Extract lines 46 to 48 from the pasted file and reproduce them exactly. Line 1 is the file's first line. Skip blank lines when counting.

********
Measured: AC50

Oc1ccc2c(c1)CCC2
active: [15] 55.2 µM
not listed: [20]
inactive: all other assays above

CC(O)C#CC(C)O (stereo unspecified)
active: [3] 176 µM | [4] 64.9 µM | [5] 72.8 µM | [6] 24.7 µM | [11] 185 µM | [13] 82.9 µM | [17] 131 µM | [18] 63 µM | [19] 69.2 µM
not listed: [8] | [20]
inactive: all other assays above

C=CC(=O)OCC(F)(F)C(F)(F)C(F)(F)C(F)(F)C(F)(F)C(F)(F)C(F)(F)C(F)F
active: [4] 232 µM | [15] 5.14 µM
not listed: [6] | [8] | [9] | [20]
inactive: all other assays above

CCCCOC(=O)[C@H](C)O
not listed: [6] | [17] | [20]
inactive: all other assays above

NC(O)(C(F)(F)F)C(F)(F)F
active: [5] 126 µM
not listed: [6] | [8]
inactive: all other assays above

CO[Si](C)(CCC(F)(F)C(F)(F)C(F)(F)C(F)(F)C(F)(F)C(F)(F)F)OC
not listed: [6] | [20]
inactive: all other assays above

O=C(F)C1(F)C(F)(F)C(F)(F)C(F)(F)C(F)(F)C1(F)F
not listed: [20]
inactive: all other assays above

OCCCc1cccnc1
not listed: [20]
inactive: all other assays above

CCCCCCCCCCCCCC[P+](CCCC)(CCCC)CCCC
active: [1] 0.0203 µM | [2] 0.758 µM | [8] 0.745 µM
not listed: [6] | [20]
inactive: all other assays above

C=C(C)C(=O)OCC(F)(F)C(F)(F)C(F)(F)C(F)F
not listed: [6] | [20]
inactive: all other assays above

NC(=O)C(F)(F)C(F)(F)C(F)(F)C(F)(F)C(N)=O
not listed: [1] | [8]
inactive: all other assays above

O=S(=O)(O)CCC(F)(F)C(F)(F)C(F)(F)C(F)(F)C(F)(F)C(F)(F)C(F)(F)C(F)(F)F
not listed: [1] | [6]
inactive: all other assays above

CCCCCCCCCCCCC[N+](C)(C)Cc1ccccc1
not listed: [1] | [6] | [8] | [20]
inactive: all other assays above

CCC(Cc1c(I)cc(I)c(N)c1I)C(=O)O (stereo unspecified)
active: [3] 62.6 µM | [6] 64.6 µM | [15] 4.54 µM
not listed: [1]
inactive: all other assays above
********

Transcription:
CCC(Cc1c(I)cc(I)c(N)c1I)C(=O)O (stereo unspecified)
active: [3] 62.6 µM | [6] 64.6 µM | [15] 4.54 µM
not listed: [1]